I attended my very first MotoGP race a couple weeks ago at the Indianapolis Motor Speedway. I was fortunate enough to be a guest of Ducati as part of the Motoworks Chicago crew. Obviously I’d cover the event for BEHIND THE MOTO, but beyond that, MotoGP weekend in Indy served as a reminder of so many of the things I love about motorcycling and motorcycle culture.

Like so many motorcycle events, my weekend was a blend of the civilian experience, with a dash of press access and a handful of the kinds of experiences one can only have as part of Johnny Moto’s crew. I ran into Instagram buddies, industry contacts, former co-workers and it seemed like every time I turned around I was being introduced to someone else playing a critical role in the motorcycle world. My favorite chance encounter was randomly running into someone I used to work with at Razorfish who is now working with Red Bull, the title sponsor of that weekend’s MotoGP event. Sometimes two small worlds collide.

The race itself was a blast — everything I’d hoped it’d be. More than that, however, I couldn’t help but nerd out by simply being at Indianapolis Motor Speedway. I’ve gotten to experience many great motor sports venues over the past few years, so I’ve gotten used to certain aspects of the track experience. Being at the Brickyard made it all feel new again. It’s a terrific facility. It’s not fancy, and it’s not new, but it’s obviously very well cared for. There’s a charm in that.

Indy herself was also more charming than expected. The vibe downtown was friendly and inviting, and Johnny pointed out the palpable sense of hospitality. In particular, even though the streets were swollen with people, all the restaurants and bars were friendly. It reminded me of Las Vegas, where the persistent and economically-appreciative chorus of “how may I help you?” greeted us at every turn. There were also cops in clumps of three or four every half block it seemed, but they were just as friendly as the local bartenders. It’s an attitude and presence that cops around the country could learn from.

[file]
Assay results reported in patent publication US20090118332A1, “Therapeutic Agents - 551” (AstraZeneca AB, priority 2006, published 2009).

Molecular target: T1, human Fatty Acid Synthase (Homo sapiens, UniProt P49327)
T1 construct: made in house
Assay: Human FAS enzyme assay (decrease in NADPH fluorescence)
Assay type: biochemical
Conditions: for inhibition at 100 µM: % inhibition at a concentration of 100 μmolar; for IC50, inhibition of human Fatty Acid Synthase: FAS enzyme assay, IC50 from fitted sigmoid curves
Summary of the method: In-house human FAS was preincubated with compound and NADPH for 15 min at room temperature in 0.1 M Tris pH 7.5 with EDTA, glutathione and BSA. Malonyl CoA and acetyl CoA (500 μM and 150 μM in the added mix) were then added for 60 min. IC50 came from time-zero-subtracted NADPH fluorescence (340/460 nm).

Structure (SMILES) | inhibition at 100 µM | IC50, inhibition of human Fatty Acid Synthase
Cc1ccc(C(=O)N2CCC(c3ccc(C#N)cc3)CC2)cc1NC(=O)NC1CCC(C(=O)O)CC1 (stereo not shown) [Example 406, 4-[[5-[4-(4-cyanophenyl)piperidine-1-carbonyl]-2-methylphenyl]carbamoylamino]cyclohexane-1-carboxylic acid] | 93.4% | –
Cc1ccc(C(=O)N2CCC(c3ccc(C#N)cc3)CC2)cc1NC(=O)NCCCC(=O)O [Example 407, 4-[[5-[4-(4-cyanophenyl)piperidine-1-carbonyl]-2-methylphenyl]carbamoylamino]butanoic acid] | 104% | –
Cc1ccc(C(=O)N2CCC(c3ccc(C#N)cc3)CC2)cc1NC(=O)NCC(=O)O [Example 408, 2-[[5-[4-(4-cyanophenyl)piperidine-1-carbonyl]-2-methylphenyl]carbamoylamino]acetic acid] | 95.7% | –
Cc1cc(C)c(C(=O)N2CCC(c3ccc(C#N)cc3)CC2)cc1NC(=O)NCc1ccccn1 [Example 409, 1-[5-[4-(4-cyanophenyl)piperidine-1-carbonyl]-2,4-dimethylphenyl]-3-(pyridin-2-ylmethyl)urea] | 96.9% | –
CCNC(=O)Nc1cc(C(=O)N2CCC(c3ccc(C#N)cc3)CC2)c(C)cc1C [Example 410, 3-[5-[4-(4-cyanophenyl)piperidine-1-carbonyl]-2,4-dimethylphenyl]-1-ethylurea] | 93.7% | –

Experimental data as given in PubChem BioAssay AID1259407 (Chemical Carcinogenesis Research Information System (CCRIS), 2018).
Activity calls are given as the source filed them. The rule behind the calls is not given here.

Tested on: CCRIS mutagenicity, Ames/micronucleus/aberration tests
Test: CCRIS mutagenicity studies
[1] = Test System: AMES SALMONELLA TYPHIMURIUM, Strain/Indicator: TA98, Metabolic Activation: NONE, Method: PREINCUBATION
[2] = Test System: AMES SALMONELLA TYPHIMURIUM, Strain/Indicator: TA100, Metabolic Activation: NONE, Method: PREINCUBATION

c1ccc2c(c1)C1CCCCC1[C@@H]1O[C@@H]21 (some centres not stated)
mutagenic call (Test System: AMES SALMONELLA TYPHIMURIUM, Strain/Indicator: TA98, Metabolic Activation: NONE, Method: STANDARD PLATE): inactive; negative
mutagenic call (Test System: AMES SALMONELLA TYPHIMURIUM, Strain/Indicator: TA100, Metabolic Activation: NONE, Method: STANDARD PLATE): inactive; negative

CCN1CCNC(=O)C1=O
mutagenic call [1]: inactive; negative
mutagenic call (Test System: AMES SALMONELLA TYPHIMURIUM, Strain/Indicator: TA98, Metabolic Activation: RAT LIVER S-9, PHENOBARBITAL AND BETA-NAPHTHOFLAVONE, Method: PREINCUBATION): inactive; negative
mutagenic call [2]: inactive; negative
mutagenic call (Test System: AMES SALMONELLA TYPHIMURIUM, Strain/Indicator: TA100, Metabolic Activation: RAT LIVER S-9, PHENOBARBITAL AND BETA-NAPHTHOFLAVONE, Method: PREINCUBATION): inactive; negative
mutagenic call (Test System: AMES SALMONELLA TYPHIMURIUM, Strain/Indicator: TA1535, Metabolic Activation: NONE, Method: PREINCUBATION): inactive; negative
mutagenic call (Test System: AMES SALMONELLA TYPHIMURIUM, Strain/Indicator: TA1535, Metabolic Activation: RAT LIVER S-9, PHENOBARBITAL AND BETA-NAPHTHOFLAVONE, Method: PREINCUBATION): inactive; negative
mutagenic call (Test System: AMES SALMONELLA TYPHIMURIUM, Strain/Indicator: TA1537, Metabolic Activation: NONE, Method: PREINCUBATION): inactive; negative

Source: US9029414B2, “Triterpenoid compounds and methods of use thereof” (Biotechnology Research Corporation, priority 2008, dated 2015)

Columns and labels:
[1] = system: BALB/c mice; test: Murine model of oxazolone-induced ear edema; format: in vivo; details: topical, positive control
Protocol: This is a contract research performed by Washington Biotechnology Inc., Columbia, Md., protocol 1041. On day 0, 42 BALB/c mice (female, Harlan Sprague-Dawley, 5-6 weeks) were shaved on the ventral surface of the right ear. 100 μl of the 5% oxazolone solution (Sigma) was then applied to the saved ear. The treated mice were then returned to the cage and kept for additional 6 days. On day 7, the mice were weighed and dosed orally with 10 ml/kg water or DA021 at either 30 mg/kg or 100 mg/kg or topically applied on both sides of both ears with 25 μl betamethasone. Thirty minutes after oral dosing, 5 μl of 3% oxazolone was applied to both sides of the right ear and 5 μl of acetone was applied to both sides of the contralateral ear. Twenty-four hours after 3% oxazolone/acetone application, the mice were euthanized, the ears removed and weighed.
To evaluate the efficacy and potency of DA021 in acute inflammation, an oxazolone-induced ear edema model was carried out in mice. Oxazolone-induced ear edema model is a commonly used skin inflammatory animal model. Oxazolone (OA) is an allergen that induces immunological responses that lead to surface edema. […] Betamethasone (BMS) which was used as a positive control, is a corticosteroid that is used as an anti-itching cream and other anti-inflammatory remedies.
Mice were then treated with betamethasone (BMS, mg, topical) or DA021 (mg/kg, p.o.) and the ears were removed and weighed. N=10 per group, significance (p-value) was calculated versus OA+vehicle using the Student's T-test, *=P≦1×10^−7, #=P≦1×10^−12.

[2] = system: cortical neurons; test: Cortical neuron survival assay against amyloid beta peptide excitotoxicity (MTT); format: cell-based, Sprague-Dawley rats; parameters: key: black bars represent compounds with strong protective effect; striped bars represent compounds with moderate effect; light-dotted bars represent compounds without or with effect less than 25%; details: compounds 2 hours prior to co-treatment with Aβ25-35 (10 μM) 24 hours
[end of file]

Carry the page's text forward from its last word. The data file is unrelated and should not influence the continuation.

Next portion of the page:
Lastly, I took a chance on the Indy weekend with a new piece of equipment. As much as I have loved my Nikon J1, it was time to graduate up to a more capable camera. I was torn between simply upgrading lenses on my Nikon D40X or adopting a whole new system. I opted for a new system, the Sony a6000, which had a handful of benefits over my old systems. I’ll save you the full-on camera nerd breakdown, but in short, the Sony offers an incredible sensor and an array of high quality lenses. Add to that a digital viewfinder, lens-enabled image stabilization, (allegedly) the world’s fastest auto-focus, and best of all: a mechanical shutter. All in a lightweight package about 2/3 the size of your average DSLR. Best of both worlds? Seems to be. The images I was able to capture over the weekend were a big step up from my Nikon J1 for sure. I shot the image above using the a6000 and a 210mm zoom lens. Sure, it’s not perfectly sharp, but in my defense, I was shooting handheld, from the top of the grandstands, and that bike’s doing about 200 mph. Check out the posts below for more images from this new gear.

Fast Times With Ducati at MotoGP Indianapolis 2015. Part One. — BEHIND THE MOTO

Fast Times With Ducati at MotoGP Indianapolis 2015. Part Two. — BEHIND THE MOTO